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Toronto Blue Jays’ Troy Tulowitzki, left, and David Price celebrate an 11th inning walk-off win over the Kansas City Royals with Jose Bautista, right, on Friday, July 31 at the Rogers Centre in Toronto.Nick Turchiaro

A long-lost phenomenon rarely seen since the team's glory days of the early 1990s has resurfaced at Rogers Centre in Toronto.

Lineups at the box office, of excited fans seeking tickets to Toronto Blue Jays games, have popped up in the past several days.

If Blue Jays general manager Alex Anthopoulos needed any positive feedback to the jaw-dropping trades he orchestrated last week, this is it.

But fans seeking tickets to Monday's holiday matinee, in which new team ace David Price will make his Blue Jays debut against the Minnesota Twins, need not bother heading down to join any queues.

The American League club said Sunday that the game against the Twins has been sold out so upward of 45,000 will be flocking to the stadium, their interest no doubt fuelled by the presence of Price.

That follows on the heels of Sunday's sellout of 45,736 to witness the finale of the four-game series against the Kansas City Royals, a 5-2 Toronto victory.

It marked the fifth sellout of the season and the first since Anthopoulos retooled the team for a serious playoff push with two months left in the regular season.

Along with the acquisition of Price from the Detroit Tigers, the other trade of note was the Anthopoulos deal for Colorado Rockies shortstop Troy Tulowitzki. Both are all-stars with impeccable baseball pedigrees.

"Obviously everyone's kind of rallied around the moves that Alex has made," said Jason Diplock, the Jays' vice-president of ticket sales and service, whose job just became a lot easier. "In the last week it [interest] has certainly jumped and I think all the initial excitement has been funnelled and channelled into this weekend's series.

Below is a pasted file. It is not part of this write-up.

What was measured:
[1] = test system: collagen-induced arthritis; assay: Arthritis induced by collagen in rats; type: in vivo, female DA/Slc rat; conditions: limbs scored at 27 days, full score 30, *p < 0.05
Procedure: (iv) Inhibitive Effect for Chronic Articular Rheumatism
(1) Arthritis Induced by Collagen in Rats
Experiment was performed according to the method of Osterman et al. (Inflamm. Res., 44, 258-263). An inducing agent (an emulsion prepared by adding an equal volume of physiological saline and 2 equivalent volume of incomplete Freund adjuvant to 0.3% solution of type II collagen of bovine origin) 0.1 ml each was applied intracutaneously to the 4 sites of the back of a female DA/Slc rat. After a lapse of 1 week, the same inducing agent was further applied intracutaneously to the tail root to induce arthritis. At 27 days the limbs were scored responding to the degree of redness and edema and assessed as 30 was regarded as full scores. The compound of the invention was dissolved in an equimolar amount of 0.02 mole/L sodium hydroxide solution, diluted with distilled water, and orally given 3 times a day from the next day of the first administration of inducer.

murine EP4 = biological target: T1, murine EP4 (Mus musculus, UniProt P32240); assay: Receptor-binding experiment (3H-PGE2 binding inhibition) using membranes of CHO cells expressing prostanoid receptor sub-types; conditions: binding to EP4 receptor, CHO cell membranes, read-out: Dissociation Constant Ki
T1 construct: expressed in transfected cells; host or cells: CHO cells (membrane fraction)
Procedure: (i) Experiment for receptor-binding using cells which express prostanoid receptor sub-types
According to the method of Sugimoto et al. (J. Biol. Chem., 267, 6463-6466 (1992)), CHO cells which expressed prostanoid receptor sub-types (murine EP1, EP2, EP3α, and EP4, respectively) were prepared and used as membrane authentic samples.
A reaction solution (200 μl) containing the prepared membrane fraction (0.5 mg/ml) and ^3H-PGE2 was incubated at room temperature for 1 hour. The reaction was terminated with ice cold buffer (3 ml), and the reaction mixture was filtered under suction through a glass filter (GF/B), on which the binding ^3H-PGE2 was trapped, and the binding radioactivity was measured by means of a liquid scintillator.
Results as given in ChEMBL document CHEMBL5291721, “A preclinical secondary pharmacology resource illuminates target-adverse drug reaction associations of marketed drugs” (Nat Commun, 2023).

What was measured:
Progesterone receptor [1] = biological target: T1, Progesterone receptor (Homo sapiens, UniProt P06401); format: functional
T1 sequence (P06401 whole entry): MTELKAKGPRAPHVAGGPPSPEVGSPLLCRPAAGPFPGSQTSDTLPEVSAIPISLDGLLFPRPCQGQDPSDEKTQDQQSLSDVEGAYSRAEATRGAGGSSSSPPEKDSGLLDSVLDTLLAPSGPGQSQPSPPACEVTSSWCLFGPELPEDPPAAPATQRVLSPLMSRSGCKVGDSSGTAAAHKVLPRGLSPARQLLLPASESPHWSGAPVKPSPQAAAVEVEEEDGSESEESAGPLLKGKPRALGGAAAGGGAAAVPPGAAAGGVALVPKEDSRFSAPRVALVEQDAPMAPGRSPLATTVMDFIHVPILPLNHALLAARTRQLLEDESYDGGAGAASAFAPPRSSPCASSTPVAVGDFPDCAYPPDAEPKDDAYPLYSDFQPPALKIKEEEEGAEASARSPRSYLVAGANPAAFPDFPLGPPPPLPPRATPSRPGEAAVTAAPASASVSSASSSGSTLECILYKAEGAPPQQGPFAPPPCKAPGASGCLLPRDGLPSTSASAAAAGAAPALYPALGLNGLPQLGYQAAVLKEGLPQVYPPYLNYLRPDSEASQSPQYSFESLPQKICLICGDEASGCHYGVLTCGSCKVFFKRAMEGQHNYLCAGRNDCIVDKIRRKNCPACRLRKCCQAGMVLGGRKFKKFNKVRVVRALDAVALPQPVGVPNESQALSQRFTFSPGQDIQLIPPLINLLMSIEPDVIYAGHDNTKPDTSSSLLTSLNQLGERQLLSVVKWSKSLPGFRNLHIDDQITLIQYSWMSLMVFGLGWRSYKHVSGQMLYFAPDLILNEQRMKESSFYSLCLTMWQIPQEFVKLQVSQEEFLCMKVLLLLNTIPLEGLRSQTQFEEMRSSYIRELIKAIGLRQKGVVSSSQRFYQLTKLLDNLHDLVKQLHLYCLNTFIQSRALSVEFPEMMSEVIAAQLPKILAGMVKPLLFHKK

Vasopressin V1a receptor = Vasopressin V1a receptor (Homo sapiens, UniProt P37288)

"And we're sold out, as everyone knows, for Monday's game and pretty close on Sunday as well."

Without providing a specific number, Diplock said that the ticket sales for the remainder of the Blue Jays home games "quadrupled" over what is usually anticipated at this stage of the season.

The Jays are averaging around 29,000 per home game and that number is sure to increase as long as the team remains in the AL playoff hunt.

The team entered play on Sunday six games behind the New York Yankees for first place in the American League East standing and two games behind the Minnesota Twins for the second and final wild card berth.

"You can feel the excitement entering the dugout, the feeling in the locker room," Price said when asked about the charged atmosphere he felt when he first joined the team Friday night following the trade.

"This is a group of guys that want to win. This is a management and a front office that wants to win. Whenever you can kind of put those things together and put it in this city and in this country, they want to win. That's very important. That's what matters."

A 20-game winner for the Tampa Bay Rays in 2012 when he won the Cy Young Award as the AL's top pitcher, Price has already endeared himself to the city's baseball fans even before he has thrown a single pitch.

First he proclaimed his unfettered love of popcorn, calling the stuff he has wolfed down at Rogers Centre over the years the best he's ever had.

Price's easy-going nature and media savvy were also on display after he noticed on social media how a young Toronto baseball fan welcomed his trade by taping "Price" and the number 14 on the back of an existing jersey.

Price took to Twitter and quickly discovered the identity of the boy and has made arrangements to get him an official David Price Blue Jays jersey.

Of course, the primary concern of the Blue Jays is how well Price will play.

Long-suffering supporters of the team are pumped that his addition will be enough to land Toronto its first playoff berth since 1993, when the Blue Jays won the World Series.

Price goes into the game with a record of 9-4 with a 2.53 earned-run average, the fourth lowest in the AL. He averages close to nine strikouts for every nine innings pitched.

Gibbons said he is planning to use Price every fifth day, meaning that he has at least 13 starts to make if the manager sticks to that plan.

Price said that suits him just fine.

"I've always been ready for that challenge," Price said. "That's what I've wanted."